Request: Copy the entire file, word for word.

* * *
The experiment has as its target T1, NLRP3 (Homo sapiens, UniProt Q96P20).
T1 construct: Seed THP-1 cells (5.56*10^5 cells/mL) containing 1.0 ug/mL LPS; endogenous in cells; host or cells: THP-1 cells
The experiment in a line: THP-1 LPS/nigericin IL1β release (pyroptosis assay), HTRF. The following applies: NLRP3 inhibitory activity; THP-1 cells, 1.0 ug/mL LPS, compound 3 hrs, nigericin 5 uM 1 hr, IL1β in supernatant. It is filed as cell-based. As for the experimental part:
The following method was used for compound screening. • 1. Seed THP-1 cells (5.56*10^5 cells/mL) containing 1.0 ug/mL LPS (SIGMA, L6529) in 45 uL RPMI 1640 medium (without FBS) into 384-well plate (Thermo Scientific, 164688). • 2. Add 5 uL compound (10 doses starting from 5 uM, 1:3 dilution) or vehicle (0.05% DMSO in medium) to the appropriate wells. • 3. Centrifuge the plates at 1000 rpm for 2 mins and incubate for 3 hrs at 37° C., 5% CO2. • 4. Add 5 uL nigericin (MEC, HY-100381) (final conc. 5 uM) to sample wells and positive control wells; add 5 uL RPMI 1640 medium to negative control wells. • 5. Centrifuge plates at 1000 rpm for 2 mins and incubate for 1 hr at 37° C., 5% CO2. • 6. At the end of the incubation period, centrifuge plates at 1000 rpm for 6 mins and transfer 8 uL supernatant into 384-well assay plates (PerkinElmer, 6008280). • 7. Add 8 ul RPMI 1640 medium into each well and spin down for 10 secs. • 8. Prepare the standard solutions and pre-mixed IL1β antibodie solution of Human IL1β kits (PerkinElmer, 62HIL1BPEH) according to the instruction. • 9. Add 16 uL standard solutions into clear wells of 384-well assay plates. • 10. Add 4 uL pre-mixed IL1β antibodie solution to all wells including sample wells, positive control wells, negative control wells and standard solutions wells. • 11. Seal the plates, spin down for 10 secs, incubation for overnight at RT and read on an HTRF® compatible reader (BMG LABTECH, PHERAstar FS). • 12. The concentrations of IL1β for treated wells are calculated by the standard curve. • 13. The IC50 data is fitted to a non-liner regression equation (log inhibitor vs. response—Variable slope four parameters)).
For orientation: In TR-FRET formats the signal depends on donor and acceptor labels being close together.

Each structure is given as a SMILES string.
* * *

The experiment has as its target T1, NLRP3 (Homo sapiens, UniProt Q96P20).
T1 construct: Seed THP-1 cells (5.56*10^5 cells/mL) containing 1.0 ug/mL LPS; endogenous in cells; host or cells: THP-1 cells
The experiment in a line: THP-1 LPS/nigericin IL1β release (pyroptosis assay), HTRF. The following applies: NLRP3 inhibitory activity; THP-1 cells, 1.0 ug/mL LPS, compound 3 hrs, nigericin 5 uM 1 hr, IL1β in supernatant. It is filed as cell-based. As for the experimental part:
The following method was used for compound screening. • 1. Seed THP-1 cells (5.56*10^5 cells/mL) containing 1.0 ug/mL LPS (SIGMA, L6529) in 45 uL RPMI 1640 medium (without FBS) into 384-well plate (Thermo Scientific, 164688). • 2. Add 5 uL compound (10 doses starting from 5 uM, 1:3 dilution) or vehicle (0.05% DMSO in medium) to the appropriate wells. • 3. Centrifuge the plates at 1000 rpm for 2 mins and incubate for 3 hrs at 37° C., 5% CO2. • 4. Add 5 uL nigericin (MEC, HY-100381) (final conc. 5 uM) to sample wells and positive control wells; add 5 uL RPMI 1640 medium to negative control wells. • 5. Centrifuge plates at 1000 rpm for 2 mins and incubate for 1 hr at 37° C., 5% CO2. • 6. At the end of the incubation period, centrifuge plates at 1000 rpm for 6 mins and transfer 8 uL supernatant into 384-well assay plates (PerkinElmer, 6008280). • 7. Add 8 ul RPMI 1640 medium into each well and spin down for 10 secs. • 8. Prepare the standard solutions and pre-mixed IL1β antibodie solution of Human IL1β kits (PerkinElmer, 62HIL1BPEH) according to the instruction. • 9. Add 16 uL standard solutions into clear wells of 384-well assay plates. • 10. Add 4 uL pre-mixed IL1β antibodie solution to all wells including sample wells, positive control wells, negative control wells and standard solutions wells. • 11. Seal the plates, spin down for 10 secs, incubation for overnight at RT and read on an HTRF® compatible reader (BMG LABTECH, PHERAstar FS). • 12. The concentrations of IL1β for treated wells are calculated by the standard curve. • 13. The IC50 data is fitted to a non-liner regression equation (log inhibitor vs. response—Variable slope four parameters)).
For orientation: In TR-FRET formats the signal depends on donor and acceptor labels being close together.

Each structure is given as a SMILES string.